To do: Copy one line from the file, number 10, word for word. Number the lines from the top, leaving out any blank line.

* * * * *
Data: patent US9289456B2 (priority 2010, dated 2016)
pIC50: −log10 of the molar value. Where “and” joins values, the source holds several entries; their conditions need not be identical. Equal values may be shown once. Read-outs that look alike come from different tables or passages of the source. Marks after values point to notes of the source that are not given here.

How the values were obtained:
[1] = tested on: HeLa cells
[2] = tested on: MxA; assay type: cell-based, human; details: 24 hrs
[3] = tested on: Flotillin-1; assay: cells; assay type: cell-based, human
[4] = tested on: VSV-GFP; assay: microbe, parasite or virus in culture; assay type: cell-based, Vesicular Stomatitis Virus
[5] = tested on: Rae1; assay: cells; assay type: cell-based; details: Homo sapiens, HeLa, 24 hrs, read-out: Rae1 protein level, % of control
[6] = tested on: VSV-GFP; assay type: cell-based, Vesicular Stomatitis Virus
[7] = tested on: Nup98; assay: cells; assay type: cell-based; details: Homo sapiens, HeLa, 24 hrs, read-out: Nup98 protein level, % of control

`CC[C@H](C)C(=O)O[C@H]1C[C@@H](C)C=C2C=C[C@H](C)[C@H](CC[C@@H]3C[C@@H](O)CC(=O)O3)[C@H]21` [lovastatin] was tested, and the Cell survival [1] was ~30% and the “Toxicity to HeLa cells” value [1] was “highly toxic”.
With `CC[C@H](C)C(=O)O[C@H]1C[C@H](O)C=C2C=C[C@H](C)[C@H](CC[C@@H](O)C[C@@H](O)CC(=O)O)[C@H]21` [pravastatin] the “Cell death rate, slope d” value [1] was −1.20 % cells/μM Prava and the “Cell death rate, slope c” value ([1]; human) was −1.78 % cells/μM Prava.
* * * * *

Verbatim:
[7] = tested on: Nup98; assay: cells; assay type: cell-based; details: Homo sapiens, HeLa, 24 hrs, read-out: Nup98 protein level, % of control